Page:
The state Department of Environmental Conservation kicked off a public comment period Monday on its plans to clean up the site of the former Flintkote plant on Mill Street.
The property is owned by Niagara County, which foreclosed on it because of unpaid taxes in 1999 without realizing it was a hazardous waste site.
However, the county may not be stuck with the cleanup cost if it doesn't want to be.
"They have the option to opt out," said Meaghan Boice-Green, spokeswoman in the DEC's Buffalo office.
She said the county has the right to bow out because it voluntarily carried out an investigation of the plant, abandoned since it was gutted by a major fire more than 30 years ago.
"Once the cleanup plan is finalized in a record of decision, we will go to the county and ask them if they want to continue with this," Boice-Green said.
If the county begs off, the state Superfund will pay the tab. However, the County Legislature included $2.5 million for the cleanup in this year's capital budget of major projects to be funded by borrowing.
"There is a chance this could go to Superfund, where we don't have to pay anything, but we did put some money in the budget in case we do have some obligation to it," said Richard W. Eakin, deputy public works commissioner for engineering.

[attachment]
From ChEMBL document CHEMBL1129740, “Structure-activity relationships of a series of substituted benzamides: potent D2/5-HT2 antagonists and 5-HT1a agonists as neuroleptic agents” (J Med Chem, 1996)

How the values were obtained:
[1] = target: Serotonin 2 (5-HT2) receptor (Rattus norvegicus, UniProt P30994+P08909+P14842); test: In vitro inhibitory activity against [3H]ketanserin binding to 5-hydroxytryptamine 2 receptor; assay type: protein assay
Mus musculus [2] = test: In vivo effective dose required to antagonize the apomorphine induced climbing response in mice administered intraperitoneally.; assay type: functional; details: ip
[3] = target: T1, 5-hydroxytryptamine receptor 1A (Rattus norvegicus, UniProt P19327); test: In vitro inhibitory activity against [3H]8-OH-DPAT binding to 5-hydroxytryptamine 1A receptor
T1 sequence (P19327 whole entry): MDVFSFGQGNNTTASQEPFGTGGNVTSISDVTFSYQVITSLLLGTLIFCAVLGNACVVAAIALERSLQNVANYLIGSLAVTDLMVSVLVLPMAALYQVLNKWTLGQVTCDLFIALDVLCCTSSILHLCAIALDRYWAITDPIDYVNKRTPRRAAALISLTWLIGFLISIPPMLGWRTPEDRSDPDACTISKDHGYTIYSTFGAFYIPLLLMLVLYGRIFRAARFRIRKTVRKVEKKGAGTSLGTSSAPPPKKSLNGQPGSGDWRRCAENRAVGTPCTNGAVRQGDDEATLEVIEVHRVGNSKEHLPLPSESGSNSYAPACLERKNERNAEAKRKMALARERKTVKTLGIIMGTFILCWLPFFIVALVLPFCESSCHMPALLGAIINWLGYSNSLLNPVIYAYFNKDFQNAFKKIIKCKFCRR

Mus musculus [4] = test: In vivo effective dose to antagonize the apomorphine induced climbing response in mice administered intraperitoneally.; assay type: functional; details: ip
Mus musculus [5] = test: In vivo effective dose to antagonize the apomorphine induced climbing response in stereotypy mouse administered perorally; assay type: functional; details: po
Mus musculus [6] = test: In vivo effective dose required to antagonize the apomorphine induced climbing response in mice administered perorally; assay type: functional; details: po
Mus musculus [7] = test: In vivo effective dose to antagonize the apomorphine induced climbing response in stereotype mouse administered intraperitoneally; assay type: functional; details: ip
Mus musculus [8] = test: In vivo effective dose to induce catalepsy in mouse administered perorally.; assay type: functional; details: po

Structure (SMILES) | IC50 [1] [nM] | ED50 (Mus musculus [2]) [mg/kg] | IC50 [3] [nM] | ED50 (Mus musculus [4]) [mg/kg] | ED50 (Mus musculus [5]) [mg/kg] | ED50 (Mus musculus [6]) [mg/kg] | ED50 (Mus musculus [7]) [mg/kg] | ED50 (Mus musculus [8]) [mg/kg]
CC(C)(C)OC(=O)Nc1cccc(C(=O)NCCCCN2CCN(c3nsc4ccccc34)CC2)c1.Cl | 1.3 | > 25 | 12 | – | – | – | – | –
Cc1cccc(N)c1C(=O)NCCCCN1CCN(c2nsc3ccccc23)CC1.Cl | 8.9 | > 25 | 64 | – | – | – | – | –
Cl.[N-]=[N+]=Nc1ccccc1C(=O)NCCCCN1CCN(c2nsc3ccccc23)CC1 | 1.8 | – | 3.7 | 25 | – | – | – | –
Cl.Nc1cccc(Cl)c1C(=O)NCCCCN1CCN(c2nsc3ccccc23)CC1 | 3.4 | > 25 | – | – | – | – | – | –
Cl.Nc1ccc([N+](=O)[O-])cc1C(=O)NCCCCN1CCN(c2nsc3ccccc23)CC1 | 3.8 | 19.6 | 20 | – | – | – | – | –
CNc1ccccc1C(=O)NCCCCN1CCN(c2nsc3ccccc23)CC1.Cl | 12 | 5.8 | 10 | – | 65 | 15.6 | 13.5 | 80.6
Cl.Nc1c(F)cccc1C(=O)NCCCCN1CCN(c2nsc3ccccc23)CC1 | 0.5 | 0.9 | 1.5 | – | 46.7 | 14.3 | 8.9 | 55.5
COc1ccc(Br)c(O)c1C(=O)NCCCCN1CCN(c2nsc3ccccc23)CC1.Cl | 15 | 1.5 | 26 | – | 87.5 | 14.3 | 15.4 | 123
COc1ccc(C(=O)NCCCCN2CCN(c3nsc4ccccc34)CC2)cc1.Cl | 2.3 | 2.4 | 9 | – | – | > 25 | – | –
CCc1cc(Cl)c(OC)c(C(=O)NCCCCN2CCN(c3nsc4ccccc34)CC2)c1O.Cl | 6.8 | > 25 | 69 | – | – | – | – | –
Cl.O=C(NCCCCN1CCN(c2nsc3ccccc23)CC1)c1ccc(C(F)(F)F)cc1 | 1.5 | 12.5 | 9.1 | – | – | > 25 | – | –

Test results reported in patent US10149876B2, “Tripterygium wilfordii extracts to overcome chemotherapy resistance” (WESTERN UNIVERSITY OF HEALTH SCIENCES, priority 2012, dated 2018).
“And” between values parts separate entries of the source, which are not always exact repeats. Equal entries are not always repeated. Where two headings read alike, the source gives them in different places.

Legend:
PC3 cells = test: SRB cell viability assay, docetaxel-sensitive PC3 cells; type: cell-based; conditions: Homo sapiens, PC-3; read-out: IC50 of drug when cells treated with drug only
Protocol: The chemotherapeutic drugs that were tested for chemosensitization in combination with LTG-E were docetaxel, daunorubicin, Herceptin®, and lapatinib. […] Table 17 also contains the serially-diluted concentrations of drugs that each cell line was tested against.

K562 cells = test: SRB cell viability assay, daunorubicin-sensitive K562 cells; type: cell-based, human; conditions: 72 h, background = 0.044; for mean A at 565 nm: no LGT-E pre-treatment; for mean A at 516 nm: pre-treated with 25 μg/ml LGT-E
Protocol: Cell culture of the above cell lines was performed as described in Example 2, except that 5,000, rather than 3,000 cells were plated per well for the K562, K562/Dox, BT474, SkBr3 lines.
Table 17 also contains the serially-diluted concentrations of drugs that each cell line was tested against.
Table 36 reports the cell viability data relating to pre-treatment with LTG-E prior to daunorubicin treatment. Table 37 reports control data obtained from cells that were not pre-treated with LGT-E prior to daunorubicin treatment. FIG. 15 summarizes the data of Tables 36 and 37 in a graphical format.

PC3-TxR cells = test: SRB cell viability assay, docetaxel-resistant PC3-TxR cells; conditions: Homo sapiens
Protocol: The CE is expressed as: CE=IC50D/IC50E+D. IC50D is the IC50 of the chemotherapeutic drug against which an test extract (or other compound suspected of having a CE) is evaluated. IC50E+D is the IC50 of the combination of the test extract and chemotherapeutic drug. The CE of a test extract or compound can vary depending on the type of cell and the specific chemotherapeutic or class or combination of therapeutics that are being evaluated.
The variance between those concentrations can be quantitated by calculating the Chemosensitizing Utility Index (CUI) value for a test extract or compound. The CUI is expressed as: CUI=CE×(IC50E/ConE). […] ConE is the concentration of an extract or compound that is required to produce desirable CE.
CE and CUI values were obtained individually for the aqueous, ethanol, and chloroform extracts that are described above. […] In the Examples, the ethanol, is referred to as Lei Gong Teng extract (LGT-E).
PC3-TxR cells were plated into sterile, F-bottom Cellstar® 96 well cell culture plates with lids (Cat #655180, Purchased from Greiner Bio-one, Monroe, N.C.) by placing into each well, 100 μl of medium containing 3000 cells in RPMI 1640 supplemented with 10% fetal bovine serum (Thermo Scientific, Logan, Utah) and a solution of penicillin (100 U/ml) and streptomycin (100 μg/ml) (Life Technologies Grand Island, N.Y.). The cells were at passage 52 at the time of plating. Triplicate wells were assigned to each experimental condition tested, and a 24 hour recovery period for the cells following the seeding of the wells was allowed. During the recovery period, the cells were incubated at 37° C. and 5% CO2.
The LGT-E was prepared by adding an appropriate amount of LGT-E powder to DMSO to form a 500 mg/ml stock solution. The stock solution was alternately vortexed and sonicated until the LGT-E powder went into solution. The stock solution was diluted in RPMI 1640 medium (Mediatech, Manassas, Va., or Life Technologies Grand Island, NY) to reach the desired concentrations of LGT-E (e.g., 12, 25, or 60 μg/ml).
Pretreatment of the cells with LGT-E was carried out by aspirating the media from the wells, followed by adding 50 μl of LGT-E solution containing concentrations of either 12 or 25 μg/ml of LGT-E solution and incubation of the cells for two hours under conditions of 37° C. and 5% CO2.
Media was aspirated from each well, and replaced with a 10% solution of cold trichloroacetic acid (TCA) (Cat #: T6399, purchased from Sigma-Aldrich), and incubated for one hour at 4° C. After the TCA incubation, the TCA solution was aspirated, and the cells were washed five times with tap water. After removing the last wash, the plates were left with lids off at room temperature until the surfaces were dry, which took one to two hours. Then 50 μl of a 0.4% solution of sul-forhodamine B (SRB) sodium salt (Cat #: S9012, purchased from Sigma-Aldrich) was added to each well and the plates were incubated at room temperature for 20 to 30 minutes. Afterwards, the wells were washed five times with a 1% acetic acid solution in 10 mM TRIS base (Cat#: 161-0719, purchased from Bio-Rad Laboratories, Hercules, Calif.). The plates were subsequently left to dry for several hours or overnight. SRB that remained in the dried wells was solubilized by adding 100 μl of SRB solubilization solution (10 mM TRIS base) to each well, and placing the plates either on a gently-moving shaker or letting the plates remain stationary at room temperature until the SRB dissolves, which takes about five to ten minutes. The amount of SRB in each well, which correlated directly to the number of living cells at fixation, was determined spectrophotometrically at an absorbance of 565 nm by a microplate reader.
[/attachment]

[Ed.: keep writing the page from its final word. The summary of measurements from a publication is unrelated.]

Boice-Green said even if the county does front the money, the state will reimburse the county for 90 percent of the cost.
The site of the former felt and building materials plant includes 46,500 cubic yards of ash fill, including organic compounds and heavy metals. Eighteen Mile Creek runs through the six-acre property.
Some drums containing PCBs were removed as far back as 1984. In 1991, the DEC removed 28 more drums of toxic waste. The federal Superfund paid for demolition of some of the buildings in 2002.
The DEC's new plan calls for excavating all hazardous fill and replacing it with a layer of clean soil at least two feet thick. All surviving buildings will be demolished and their foundations removed to four feet below grade, and an outflow pipe to the creek is to be cleaned of sediment and plugged.
County officials have talked about turning the site into a park once it's cleaned up.
The comment period began with a public meeting Monday night in Lockport Public Library. Written comments will be accepted until March 23. The full cleanup plan is available for reading at the library.